Published 10 June 2004
First Scooter World Championship
4.-6.6.2004, Karlovy Vary and Plsen, Czech Republic
On last Thursday more than a few folk in Prague on their daily bus
and metro commutes may have noticed an unusual number of foreigners
wearing big smiles and travelling with strangely shaped bags. Questioning
looks were easily answered: “it is my kolobezkach!” From Finland
alone travelled six, from Italy six, from Holland a van full, from
Germany four and from the US one guy with the biggest bag of all.
We met the US representative, a gadget-loving New Yorker named Alex
Bekkerman, that evening in Jan Vlasek’s apartment where Jan generously
invited many of us for the night. The
gadget man had us spellbound with an array of heartbeat counting,
altitude tracking, voice recording little machines, as well as a
sexy Kickbike tricked out with the lightest nipples and a radically
angled stem. The next day we all headed east
to Karlovy Vary, site of the first race. Jan Elmgren and I chauffeured
Hannu Vierikko, already in disinformation mode with his “You know,
I haven’t been training much really” routine, and Markus Porthin
from the airport in the morning. The conversation
along the way naturally fell to who among the Czechs might surprise,
as usual we have heard Ladislav Provod has been training up to 12
times a day and mean enough to crack pavement with his kick (just
kidding, Ladi is obviously a gentle giant).
Well no big surprises in Karlovy Vary, where the podium was filled
up with the usual suspects: Vierikko, Kuusisto, and Provod. The
race was held on an interesting 2.4 kilometer loop in the center,
with only a few small hills that would pose little challenge to
the strongest kickers and an interesting downhill through a tunnel--this
is the same course as two years ago for the Euro Championships.
Hannu Vierikko answered any questions that he may not be in shape—his
own question as I mentioned before—as he took the lead from the
start, along with sprinter Jan Vlasek who wanted to at least challenge
for the lead for the first minute of the race. This is a race that
demands a good start or you quickly find yourself separated from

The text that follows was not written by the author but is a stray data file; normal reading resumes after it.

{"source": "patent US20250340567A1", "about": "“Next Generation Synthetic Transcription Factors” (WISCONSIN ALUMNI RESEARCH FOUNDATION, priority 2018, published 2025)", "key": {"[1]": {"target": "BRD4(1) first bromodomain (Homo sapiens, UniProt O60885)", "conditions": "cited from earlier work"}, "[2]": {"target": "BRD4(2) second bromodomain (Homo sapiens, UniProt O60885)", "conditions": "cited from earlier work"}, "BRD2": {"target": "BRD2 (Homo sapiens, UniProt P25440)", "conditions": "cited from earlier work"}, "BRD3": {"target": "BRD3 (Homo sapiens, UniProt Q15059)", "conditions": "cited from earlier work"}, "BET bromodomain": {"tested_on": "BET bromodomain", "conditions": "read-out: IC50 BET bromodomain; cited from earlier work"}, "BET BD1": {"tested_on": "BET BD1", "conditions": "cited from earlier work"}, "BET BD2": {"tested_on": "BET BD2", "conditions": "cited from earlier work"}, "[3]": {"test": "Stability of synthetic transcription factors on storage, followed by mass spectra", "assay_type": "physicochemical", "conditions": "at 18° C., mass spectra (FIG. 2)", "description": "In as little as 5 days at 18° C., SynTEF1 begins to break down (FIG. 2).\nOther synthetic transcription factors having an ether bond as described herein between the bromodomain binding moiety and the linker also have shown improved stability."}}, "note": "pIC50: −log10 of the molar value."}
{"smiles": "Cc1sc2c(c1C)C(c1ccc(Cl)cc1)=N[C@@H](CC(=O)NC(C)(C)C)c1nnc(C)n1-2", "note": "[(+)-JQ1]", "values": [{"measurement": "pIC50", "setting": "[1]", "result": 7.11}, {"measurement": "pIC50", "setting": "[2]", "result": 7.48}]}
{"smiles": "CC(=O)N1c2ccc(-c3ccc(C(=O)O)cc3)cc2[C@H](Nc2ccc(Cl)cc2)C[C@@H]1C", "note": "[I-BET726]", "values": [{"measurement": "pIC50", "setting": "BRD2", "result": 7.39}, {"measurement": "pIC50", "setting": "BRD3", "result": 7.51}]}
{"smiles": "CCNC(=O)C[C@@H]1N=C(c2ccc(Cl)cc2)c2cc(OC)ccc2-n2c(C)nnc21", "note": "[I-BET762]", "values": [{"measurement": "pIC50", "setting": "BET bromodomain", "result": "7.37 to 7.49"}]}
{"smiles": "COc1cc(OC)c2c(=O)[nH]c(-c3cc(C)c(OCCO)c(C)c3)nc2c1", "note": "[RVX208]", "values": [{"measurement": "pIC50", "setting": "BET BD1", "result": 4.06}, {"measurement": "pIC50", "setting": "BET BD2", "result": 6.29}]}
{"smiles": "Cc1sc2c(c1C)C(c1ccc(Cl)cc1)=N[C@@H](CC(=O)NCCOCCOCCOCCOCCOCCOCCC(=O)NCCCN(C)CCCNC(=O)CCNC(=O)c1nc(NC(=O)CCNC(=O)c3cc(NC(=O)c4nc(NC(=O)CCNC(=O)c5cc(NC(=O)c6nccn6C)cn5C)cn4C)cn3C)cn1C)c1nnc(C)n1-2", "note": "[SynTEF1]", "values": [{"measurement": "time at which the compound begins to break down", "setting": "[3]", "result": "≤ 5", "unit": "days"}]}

the leaders. Hannu effortlessly managed the race until the end overtaking
Alpo K. on the last straight away shouting “Com’n on your left!!”
Jan Elmgren escaped a fast closing bunch for a respectable fourth.
The rest of us fought for our rankings with two newcomers in the
mix, each with justifiable expectations for good finishes based
on athletic pedigrees—Erwin Borremans and Ondrej Vodrazka. The latter
is a world cup ski orienteerer and a very likely Czech man for the
podium once he refines his skills on the scooter.
First, excuse my chauvinism for not mentioning the women’s criterium
on Day 1, which was dominated by the Czech women and won in fine
style by Anezka Zijkova representing her Prague club.
It is not always easy to say when one scooter day ends and another
begins in the Czech scooter world since the boundaries between days
are inevitably blurred by the parties. Once again we celebrated
together with participants of the White water kayaking World Cup
at a beautiful outdoor celebration including all you can eat, drink,
and sing. While I won’t comment on the quality of the singing, Markus
Porthin was heard to remark 28 times: “I really like this Czech
beer.” I think he spoke for all of us.
Saturdays competition was undoubtably the most suspense filled of
the weekend. Not only was the weather unpredictable with fits of
hard rain but the results of the qualifying time trial left a few
of us scratching our heads. Only the top 16, after an approximately
1 kilometre time trial, would proceed to the sprints. Many of the
favourites found themselves just squeaking in, with Hannu Vierikko
15th and Jan Elmgren shockingly just beyond the cut-off at 17th.
The fastest times were posted by Provod, P. Pesta, and Van Camp
(don’t ask me how).
In the afternoon the real action started, with both the men’s and
women’s quarters, semis, and finals providing down-to-the-wire excitement.
The course involved two hairpin turns on wet pavement, offering
those inclined to recline on their scooters the opportunity to do
so (I was one of these, although it would have mattered little as
I was in the “group of death” for my quarter final). The most exciting
semi, was a preview of the final with Vierikko and 200m kicksled
world champion Borremans going head-to-head. Both eased off at the
end but it was clear believed they could win. In the other semi,
two Czechs looked ominously strong, again Ladi and newcomer Ondrej.
The women’s race provided two strong contenders for the final, Lucie
Gazarovka, a young Czech with scootering in her genes (her father
is a Czech scooter party legend) and Hermien Koers, also from a
scooter family with her brother being one of last year’s European
Champions. The two battled it out in the final, a contrast in styles,
Lucie with quick, choppy kicks and Hermin with long, powerful kicks.